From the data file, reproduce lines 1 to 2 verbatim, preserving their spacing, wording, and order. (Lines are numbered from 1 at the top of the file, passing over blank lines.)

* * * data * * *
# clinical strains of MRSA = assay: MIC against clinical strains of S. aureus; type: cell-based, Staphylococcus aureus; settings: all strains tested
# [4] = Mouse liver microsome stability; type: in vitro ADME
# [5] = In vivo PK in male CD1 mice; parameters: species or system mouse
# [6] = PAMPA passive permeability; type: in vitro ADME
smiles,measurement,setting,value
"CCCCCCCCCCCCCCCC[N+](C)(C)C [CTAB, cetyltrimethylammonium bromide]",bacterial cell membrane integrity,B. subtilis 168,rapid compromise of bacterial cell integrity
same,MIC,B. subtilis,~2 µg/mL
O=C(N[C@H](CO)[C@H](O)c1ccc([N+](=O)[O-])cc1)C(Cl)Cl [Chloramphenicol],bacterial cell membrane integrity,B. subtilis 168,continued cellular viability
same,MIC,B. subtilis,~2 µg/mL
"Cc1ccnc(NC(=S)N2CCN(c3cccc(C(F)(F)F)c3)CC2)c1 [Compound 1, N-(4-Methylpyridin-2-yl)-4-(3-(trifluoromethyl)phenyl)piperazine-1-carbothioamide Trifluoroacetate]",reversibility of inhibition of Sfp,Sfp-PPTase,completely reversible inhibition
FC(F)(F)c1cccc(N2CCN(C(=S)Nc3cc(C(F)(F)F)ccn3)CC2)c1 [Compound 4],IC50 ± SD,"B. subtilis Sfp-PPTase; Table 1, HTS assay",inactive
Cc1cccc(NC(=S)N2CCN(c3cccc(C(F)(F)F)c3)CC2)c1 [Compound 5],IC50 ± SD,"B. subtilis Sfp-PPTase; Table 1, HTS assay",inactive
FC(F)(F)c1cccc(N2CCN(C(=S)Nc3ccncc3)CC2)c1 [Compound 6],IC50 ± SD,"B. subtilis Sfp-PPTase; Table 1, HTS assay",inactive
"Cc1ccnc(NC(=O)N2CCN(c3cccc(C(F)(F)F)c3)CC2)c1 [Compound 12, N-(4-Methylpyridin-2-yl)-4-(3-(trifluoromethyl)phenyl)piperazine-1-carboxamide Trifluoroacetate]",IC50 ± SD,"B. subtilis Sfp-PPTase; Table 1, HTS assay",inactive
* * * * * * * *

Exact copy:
# clinical strains of MRSA = assay: MIC against clinical strains of S. aureus; type: cell-based, Staphylococcus aureus; settings: all strains tested
# [4] = Mouse liver microsome stability; type: in vitro ADME